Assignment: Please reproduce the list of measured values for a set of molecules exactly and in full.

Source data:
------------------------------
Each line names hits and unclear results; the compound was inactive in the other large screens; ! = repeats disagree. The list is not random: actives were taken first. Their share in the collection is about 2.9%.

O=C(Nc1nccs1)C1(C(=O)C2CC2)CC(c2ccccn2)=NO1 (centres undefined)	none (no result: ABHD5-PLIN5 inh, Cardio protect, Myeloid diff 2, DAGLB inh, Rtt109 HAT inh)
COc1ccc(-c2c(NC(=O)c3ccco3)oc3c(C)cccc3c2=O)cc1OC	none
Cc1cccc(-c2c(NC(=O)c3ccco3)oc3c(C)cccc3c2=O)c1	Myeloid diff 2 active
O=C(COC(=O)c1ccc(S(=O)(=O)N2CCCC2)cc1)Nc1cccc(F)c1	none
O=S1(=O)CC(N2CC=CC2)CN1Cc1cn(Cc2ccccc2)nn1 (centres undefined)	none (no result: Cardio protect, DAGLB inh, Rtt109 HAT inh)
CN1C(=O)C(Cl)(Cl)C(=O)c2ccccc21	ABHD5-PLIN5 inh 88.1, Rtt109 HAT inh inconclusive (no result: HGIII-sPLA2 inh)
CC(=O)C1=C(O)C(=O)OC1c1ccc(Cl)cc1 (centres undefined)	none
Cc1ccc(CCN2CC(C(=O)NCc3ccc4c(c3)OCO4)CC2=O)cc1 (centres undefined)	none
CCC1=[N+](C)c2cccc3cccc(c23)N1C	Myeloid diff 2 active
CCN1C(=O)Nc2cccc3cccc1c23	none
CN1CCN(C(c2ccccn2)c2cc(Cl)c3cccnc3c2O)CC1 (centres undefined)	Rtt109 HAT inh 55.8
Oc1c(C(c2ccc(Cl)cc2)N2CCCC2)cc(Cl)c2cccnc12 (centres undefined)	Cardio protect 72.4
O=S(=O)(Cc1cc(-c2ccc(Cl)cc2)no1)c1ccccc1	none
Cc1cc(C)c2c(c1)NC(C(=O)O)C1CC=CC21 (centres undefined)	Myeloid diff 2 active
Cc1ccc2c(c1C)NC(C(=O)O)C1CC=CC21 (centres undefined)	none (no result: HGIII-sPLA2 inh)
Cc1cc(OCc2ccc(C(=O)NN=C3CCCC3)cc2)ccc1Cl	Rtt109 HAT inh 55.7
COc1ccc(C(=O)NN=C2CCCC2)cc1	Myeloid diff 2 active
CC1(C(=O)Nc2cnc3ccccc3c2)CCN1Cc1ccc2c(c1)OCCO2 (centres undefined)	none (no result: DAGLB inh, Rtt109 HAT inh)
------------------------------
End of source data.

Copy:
Each line names hits and unclear results; the compound was inactive in the other large screens; ! = repeats disagree. The list is not random: actives were taken first. Their share in the collection is about 2.9%.

O=C(Nc1nccs1)C1(C(=O)C2CC2)CC(c2ccccn2)=NO1 (centres undefined)	none (no result: ABHD5-PLIN5 inh, Cardio protect, Myeloid diff 2, DAGLB inh, Rtt109 HAT inh)
COc1ccc(-c2c(NC(=O)c3ccco3)oc3c(C)cccc3c2=O)cc1OC	none
Cc1cccc(-c2c(NC(=O)c3ccco3)oc3c(C)cccc3c2=O)c1	Myeloid diff 2 active
O=C(COC(=O)c1ccc(S(=O)(=O)N2CCCC2)cc1)Nc1cccc(F)c1	none
O=S1(=O)CC(N2CC=CC2)CN1Cc1cn(Cc2ccccc2)nn1 (centres undefined)	none (no result: Cardio protect, DAGLB inh, Rtt109 HAT inh)
CN1C(=O)C(Cl)(Cl)C(=O)c2ccccc21	ABHD5-PLIN5 inh 88.1, Rtt109 HAT inh inconclusive (no result: HGIII-sPLA2 inh)
CC(=O)C1=C(O)C(=O)OC1c1ccc(Cl)cc1 (centres undefined)	none
Cc1ccc(CCN2CC(C(=O)NCc3ccc4c(c3)OCO4)CC2=O)cc1 (centres undefined)	none
CCC1=[N+](C)c2cccc3cccc(c23)N1C	Myeloid diff 2 active
CCN1C(=O)Nc2cccc3cccc1c23	none
CN1CCN(C(c2ccccn2)c2cc(Cl)c3cccnc3c2O)CC1 (centres undefined)	Rtt109 HAT inh 55.8
Oc1c(C(c2ccc(Cl)cc2)N2CCCC2)cc(Cl)c2cccnc12 (centres undefined)	Cardio protect 72.4
O=S(=O)(Cc1cc(-c2ccc(Cl)cc2)no1)c1ccccc1	none
Cc1cc(C)c2c(c1)NC(C(=O)O)C1CC=CC21 (centres undefined)	Myeloid diff 2 active
Cc1ccc2c(c1C)NC(C(=O)O)C1CC=CC21 (centres undefined)	none (no result: HGIII-sPLA2 inh)
Cc1cc(OCc2ccc(C(=O)NN=C3CCCC3)cc2)ccc1Cl	Rtt109 HAT inh 55.7
COc1ccc(C(=O)NN=C2CCCC2)cc1	Myeloid diff 2 active
CC1(C(=O)Nc2cnc3ccccc3c2)CCN1Cc1ccc2c(c1)OCCO2 (centres undefined)	none (no result: DAGLB inh, Rtt109 HAT inh)